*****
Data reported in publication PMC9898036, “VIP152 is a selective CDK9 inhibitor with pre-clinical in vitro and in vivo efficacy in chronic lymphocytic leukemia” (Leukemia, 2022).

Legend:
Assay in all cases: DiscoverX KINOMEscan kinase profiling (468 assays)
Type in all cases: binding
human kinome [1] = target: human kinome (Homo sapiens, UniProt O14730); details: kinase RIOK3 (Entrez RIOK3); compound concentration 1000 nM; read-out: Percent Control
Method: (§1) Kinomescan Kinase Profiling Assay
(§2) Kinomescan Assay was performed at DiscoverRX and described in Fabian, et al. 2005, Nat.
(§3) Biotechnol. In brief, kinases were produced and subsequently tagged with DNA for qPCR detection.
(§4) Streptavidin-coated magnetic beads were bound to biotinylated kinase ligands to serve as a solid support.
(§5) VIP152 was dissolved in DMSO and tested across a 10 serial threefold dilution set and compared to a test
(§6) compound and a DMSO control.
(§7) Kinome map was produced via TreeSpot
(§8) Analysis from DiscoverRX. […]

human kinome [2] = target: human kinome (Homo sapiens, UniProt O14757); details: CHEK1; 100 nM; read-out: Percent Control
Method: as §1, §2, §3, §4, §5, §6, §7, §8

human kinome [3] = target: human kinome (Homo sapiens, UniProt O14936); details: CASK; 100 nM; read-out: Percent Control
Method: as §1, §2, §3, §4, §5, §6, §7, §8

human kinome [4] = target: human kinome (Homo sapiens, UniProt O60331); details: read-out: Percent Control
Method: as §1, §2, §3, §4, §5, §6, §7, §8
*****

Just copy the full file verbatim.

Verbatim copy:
Data reported in publication PMC9898036, “VIP152 is a selective CDK9 inhibitor with pre-clinical in vitro and in vivo efficacy in chronic lymphocytic leukemia” (Leukemia, 2022).

Legend:
Assay in all cases: DiscoverX KINOMEscan kinase profiling (468 assays)
Type in all cases: binding
human kinome [1] = target: human kinome (Homo sapiens, UniProt O14730); details: kinase RIOK3 (Entrez RIOK3); compound concentration 1000 nM; read-out: Percent Control
Method: (§1) Kinomescan Kinase Profiling Assay
(§2) Kinomescan Assay was performed at DiscoverRX and described in Fabian, et al. 2005, Nat.
(§3) Biotechnol. In brief, kinases were produced and subsequently tagged with DNA for qPCR detection.
(§4) Streptavidin-coated magnetic beads were bound to biotinylated kinase ligands to serve as a solid support.
(§5) VIP152 was dissolved in DMSO and tested across a 10 serial threefold dilution set and compared to a test
(§6) compound and a DMSO control.
(§7) Kinome map was produced via TreeSpot
(§8) Analysis from DiscoverRX. […]

human kinome [2] = target: human kinome (Homo sapiens, UniProt O14757); details: CHEK1; 100 nM; read-out: Percent Control
Method: as §1, §2, §3, §4, §5, §6, §7, §8

human kinome [3] = target: human kinome (Homo sapiens, UniProt O14936); details: CASK; 100 nM; read-out: Percent Control
Method: as §1, §2, §3, §4, §5, §6, §7, §8

human kinome [4] = target: human kinome (Homo sapiens, UniProt O60331); details: read-out: Percent Control
Method: as §1, §2, §3, §4, §5, §6, §7, §8